Yeah, in June we’ve just got a few weeks of touring here and we’re also going to Japan. We’re trying to figure out some stuff in Australia, but I don’t know if that’s going to happen or not. But for sure, we’re going to Japan in July and then we’re going to be touring sometime again in the fall in the US. It’s not all 100% put together, so I don’t want to say anything, because if I say something, it’s definitely going to change and then I’ll have become a liar. [laughs]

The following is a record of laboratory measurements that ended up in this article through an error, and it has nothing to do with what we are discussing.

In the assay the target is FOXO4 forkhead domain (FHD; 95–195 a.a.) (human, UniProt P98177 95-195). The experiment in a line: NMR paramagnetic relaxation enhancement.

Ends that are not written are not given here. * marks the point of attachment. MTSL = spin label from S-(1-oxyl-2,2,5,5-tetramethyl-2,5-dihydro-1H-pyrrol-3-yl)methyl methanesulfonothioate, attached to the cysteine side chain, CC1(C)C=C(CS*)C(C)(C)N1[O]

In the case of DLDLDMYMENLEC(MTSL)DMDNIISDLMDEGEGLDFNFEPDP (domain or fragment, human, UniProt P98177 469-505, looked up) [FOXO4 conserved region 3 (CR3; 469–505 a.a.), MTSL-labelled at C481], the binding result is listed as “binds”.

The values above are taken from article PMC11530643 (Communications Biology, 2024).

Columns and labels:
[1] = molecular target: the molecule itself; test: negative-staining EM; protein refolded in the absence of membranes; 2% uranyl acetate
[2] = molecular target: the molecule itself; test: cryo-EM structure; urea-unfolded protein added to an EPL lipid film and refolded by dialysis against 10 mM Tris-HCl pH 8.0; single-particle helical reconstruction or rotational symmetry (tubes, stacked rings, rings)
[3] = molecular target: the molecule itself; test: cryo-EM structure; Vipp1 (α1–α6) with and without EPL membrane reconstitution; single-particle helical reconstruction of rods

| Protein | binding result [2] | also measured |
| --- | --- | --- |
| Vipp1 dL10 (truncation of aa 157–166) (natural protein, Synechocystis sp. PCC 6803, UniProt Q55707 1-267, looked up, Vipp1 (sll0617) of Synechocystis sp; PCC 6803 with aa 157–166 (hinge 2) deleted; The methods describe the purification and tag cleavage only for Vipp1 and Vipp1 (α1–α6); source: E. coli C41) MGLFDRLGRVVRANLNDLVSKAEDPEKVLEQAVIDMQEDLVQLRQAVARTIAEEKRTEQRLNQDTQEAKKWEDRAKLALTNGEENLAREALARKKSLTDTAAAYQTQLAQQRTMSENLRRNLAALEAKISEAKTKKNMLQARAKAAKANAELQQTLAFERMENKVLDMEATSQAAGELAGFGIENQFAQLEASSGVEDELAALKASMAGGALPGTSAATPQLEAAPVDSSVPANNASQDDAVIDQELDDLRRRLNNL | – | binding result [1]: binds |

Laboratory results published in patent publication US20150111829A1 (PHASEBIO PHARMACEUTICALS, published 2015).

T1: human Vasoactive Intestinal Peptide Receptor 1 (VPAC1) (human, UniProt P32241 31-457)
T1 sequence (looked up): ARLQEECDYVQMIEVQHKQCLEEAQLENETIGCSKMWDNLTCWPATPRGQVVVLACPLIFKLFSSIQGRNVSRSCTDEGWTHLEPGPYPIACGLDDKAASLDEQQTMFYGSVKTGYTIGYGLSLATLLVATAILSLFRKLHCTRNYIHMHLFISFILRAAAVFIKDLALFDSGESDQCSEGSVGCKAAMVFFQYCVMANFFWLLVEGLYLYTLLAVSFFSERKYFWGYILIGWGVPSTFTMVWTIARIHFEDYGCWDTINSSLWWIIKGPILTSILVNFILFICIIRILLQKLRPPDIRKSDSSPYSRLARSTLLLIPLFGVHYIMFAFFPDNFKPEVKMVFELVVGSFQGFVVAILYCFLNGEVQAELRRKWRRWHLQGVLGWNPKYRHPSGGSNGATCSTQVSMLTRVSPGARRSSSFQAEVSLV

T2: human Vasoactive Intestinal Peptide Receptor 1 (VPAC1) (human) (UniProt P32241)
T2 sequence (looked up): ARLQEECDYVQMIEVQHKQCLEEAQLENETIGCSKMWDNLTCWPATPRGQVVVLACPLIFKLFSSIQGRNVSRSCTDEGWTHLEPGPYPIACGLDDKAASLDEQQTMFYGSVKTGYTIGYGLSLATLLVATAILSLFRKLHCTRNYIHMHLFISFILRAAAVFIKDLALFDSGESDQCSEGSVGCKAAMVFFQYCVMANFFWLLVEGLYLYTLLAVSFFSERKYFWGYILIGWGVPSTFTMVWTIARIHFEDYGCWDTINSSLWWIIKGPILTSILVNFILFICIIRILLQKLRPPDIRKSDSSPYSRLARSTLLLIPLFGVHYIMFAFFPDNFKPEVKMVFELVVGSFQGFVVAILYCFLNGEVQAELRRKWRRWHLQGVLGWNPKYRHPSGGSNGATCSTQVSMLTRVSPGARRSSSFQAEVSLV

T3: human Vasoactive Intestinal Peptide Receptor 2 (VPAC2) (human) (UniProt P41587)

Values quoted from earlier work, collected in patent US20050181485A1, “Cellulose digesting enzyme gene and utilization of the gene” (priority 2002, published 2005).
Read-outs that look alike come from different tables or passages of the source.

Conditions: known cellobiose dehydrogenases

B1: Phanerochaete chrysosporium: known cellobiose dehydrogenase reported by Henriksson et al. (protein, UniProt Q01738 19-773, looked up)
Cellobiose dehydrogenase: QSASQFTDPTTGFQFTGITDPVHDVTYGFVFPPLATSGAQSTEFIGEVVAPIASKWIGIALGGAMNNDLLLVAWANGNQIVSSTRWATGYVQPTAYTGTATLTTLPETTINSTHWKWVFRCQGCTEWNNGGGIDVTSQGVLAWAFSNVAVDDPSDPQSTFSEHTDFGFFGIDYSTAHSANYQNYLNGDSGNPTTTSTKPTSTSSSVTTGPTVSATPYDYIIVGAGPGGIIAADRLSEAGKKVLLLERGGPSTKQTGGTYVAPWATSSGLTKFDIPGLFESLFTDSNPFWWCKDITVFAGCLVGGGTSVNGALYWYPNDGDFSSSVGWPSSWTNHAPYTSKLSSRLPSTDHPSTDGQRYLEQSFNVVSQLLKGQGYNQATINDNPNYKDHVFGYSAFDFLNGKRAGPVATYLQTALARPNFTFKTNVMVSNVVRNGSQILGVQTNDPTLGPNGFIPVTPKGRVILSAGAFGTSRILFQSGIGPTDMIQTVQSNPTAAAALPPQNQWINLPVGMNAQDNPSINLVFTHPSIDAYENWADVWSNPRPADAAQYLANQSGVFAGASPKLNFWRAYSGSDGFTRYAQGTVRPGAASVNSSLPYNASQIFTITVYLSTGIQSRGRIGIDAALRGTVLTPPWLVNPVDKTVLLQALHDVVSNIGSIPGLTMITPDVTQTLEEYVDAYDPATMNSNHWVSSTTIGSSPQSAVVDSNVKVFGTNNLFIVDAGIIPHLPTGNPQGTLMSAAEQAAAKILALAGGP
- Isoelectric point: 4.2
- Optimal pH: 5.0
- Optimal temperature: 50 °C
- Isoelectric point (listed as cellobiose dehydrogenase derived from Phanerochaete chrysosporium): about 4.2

Kiel Hauck is an avid music lover, sports fan, and writer. He received his bachelor's degree in Mass Communications from Northwestern Oklahoma State University and has spent seven years as a disk jockey. Over the past decade, he has been a contributor for Sphere of Hip Hop, Feed Magazine, and Christ and Pop Culture. Kiel currently resides in Indianapolis, IN with his imaginary pet, Hand Dog. You can follow him on Twitter.